Tuesday, November 23, 2010

‘It is God’s grace which protected me’


Hormis Tharakan, the former director-general of the Kerala Police says that in times of extreme danger, the divine force has saved him

By Shevlin Sebastian

It was March, 1983. Hormis Tharakan was in Rome. Suddenly he received a call from his Brussels-based brother, Mathew, who gave him grim news. Their youngest brother, Michael, 32, was in the Intensive Care Unit of the Sree Chitra Medical Centre in Thiruvananthapuram. Michael had two successive heart attacks.

“The odds of survival were low,” says Tharakan. Devastated, he got into his car and went to the house of the Sisters of Charity. “I had heard that Mother Teresa had come on a brief visit,” he says.

He met Mother Teresa in the garden and told her about Michael’s illness. She led him to a small chapel nearby. They both knelt down and prayed. “God listened to our pleas,” says Tharakan, the former director-general of the Kerala police. Michael survived, and in later years, became the Vice Chancellor of Kannur University.

Tharakan prays to God every morning when he gets up. He uses a prayer which his mother gave him when he was DIG of Police, Central Range, Ernakulam. It goes like this: ‘Please help me to serve our people, not to be impatient under any circumstance, to carry out every task to the best of my skills and to use my abilities to do good. Lord, guide me in my thoughts and let my conscience shine before You.” He also prays that his children are protected by God at all times.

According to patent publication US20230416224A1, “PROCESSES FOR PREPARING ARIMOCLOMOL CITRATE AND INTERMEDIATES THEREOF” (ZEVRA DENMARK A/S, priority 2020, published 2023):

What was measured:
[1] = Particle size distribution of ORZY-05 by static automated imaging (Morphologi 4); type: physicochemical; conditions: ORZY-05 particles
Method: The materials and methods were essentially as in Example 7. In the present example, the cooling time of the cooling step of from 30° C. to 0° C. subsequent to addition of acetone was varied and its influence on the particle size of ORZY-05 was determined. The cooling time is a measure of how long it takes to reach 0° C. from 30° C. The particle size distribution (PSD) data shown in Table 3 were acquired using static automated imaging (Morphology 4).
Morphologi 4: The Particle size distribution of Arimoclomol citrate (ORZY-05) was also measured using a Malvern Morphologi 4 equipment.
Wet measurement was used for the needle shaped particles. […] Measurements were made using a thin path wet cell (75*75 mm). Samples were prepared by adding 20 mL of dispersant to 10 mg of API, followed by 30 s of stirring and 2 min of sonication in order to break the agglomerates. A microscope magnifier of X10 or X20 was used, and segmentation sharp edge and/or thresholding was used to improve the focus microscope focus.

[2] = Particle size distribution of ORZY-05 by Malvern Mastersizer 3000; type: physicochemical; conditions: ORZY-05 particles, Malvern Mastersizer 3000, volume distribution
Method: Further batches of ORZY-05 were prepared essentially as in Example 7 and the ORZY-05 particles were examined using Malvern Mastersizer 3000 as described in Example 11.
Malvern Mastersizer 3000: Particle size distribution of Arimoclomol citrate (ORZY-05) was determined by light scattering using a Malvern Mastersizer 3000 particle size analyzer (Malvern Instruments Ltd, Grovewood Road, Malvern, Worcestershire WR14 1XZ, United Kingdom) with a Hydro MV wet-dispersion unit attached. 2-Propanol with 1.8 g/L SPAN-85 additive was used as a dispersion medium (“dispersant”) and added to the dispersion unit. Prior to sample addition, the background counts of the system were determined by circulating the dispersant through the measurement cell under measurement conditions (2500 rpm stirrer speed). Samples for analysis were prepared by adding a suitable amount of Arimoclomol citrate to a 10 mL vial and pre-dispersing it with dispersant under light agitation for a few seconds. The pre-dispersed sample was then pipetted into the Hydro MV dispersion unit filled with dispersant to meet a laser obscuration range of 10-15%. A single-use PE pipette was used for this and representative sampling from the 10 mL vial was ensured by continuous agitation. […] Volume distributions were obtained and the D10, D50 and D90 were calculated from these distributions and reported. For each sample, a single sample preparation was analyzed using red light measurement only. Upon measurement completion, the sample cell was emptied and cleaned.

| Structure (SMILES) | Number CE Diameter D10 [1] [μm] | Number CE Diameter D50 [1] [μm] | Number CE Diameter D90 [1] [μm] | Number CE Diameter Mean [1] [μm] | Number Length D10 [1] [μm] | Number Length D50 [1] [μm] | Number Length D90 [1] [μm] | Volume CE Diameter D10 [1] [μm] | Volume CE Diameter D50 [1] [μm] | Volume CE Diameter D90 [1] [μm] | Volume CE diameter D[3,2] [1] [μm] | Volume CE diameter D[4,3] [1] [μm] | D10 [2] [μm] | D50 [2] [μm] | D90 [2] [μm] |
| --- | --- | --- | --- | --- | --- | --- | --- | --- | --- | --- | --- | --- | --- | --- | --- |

Tharakan says that he has a few favourite places of worship. One of them is the Basilica at Sardana, 21 kms from Meerut. “It has an unusual history,” he says. The church was constructed by a Muslim woman, Begum Sumru, a nautch girl, who had been married to Walter Reinhardt, a German mercenary in India. When he died on May 4, 1778, she inherited his fiefdom. Thereafter, Begum Sumru became a Catholic.

In 1822, the Begum built a church at Sardana. “When I pray in this church, in the midst of a mangrove orchard, I feel peaceful,” says Tharakan.

He also likes the Eremo delle Carceri (the Hermitage of the Cells), located in a wooded area on Mount Subasio in Assisi, Italy. It was here that St. Francis lived in a cave and wrote the beautiful prayer, ‘Lord, make me an instrument of Your peace’. “It should be the prayer of every policeman,” he says.

Tharakan has, in his travels all over the world, prayed at temples and mosques, as well as churches. Some of the places include the St. Antony’s Church at Thycattussery, near Chertala, built by his forefathers, the Sabarimala temple, the Wailing Wall at Jerusalem, the Temple of the Tooth at Kandy, and the Blue Mosque in Istanbul. “I feel comfortable praying anywhere, because God is present wherever good things are being done,” he says.

Despite being a tough cop, who took on the Naxalites in the 1970s, Tharakan says that there were many instances when he escaped despite being in grave danger. “It is God’s grace that saved me during those times,” he says.

When asked whether man needs God, he says,” I know of people who did not have a belief in God, but still behaved in an ethical manner. But for most people, a faith in God helps them to distinguish between right and wrong. It prevents them from behaving in whatever way they like.”

(The New Indian Express, Kerala)

1 comment:

  1. “The odds of survival were high,” says Tharakan. How can he say so about his own brother for whom he was going to pray for? This must be some error missed by the copy editor.